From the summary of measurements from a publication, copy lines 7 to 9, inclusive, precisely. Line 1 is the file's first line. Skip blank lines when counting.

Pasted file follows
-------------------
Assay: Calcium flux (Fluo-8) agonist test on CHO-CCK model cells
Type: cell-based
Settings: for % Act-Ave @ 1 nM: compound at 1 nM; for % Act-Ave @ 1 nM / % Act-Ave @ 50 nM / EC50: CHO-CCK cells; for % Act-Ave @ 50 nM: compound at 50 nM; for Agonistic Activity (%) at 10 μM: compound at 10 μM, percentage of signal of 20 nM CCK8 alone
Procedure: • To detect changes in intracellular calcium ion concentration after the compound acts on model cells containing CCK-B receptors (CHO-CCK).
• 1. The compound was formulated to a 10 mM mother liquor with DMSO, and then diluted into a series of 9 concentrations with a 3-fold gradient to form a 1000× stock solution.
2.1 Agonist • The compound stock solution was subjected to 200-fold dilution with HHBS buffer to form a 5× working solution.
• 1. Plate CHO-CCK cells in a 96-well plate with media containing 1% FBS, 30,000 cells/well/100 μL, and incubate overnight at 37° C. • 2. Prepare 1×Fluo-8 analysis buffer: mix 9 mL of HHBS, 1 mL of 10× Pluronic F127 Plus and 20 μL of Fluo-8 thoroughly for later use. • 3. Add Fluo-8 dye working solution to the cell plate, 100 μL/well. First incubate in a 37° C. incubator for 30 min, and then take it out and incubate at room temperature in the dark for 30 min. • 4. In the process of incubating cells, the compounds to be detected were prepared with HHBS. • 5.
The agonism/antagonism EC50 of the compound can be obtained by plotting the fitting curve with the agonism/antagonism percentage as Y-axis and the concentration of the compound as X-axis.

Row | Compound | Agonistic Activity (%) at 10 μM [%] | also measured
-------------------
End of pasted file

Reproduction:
• 1. Plate CHO-CCK cells in a 96-well plate with media containing 1% FBS, 30,000 cells/well/100 μL, and incubate overnight at 37° C. • 2. Prepare 1×Fluo-8 analysis buffer: mix 9 mL of HHBS, 1 mL of 10× Pluronic F127 Plus and 20 μL of Fluo-8 thoroughly for later use. • 3. Add Fluo-8 dye working solution to the cell plate, 100 μL/well. First incubate in a 37° C. incubator for 30 min, and then take it out and incubate at room temperature in the dark for 30 min. • 4. In the process of incubating cells, the compounds to be detected were prepared with HHBS. • 5.
The agonism/antagonism EC50 of the compound can be obtained by plotting the fitting curve with the agonism/antagonism percentage as Y-axis and the concentration of the compound as X-axis.

Row | Compound | Agonistic Activity (%) at 10 μM [%] | also measured